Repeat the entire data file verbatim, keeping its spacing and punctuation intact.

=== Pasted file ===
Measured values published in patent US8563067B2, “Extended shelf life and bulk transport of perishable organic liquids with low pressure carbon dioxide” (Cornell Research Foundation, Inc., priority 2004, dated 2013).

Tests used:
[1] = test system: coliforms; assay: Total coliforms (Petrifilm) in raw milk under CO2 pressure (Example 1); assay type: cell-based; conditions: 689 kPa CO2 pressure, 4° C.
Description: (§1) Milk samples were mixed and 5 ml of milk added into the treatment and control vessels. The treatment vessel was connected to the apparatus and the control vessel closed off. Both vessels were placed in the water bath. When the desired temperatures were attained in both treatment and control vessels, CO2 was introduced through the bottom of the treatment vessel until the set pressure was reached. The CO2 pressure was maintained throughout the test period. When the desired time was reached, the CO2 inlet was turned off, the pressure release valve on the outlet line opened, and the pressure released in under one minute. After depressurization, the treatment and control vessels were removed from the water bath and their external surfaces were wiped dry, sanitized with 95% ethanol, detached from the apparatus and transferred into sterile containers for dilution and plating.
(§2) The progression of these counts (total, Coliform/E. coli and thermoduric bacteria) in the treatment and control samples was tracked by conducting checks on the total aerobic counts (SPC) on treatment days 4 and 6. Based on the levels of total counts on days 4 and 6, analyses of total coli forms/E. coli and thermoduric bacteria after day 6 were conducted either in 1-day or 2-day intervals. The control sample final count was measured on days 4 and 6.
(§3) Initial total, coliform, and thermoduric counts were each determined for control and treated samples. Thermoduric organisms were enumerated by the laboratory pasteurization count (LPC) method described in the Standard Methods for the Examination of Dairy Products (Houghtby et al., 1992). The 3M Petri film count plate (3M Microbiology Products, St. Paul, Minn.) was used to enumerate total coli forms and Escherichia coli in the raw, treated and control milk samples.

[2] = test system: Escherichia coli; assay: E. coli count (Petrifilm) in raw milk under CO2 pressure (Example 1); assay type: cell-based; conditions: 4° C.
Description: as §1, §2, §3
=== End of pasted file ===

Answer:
Measured values published in patent US8563067B2, “Extended shelf life and bulk transport of perishable organic liquids with low pressure carbon dioxide” (Cornell Research Foundation, Inc., priority 2004, dated 2013).

Tests used:
[1] = test system: coliforms; assay: Total coliforms (Petrifilm) in raw milk under CO2 pressure (Example 1); assay type: cell-based; conditions: 689 kPa CO2 pressure, 4° C.
Description: (§1) Milk samples were mixed and 5 ml of milk added into the treatment and control vessels. The treatment vessel was connected to the apparatus and the control vessel closed off. Both vessels were placed in the water bath. When the desired temperatures were attained in both treatment and control vessels, CO2 was introduced through the bottom of the treatment vessel until the set pressure was reached. The CO2 pressure was maintained throughout the test period. When the desired time was reached, the CO2 inlet was turned off, the pressure release valve on the outlet line opened, and the pressure released in under one minute. After depressurization, the treatment and control vessels were removed from the water bath and their external surfaces were wiped dry, sanitized with 95% ethanol, detached from the apparatus and transferred into sterile containers for dilution and plating.
(§2) The progression of these counts (total, Coliform/E. coli and thermoduric bacteria) in the treatment and control samples was tracked by conducting checks on the total aerobic counts (SPC) on treatment days 4 and 6. Based on the levels of total counts on days 4 and 6, analyses of total coli forms/E. coli and thermoduric bacteria after day 6 were conducted either in 1-day or 2-day intervals. The control sample final count was measured on days 4 and 6.
(§3) Initial total, coliform, and thermoduric counts were each determined for control and treated samples. Thermoduric organisms were enumerated by the laboratory pasteurization count (LPC) method described in the Standard Methods for the Examination of Dairy Products (Houghtby et al., 1992). The 3M Petri film count plate (3M Microbiology Products, St. Paul, Minn.) was used to enumerate total coli forms and Escherichia coli in the raw, treated and control milk samples.

[2] = test system: Escherichia coli; assay: E. coli count (Petrifilm) in raw milk under CO2 pressure (Example 1); assay type: cell-based; conditions: 4° C.
Description: as §1, §2, §3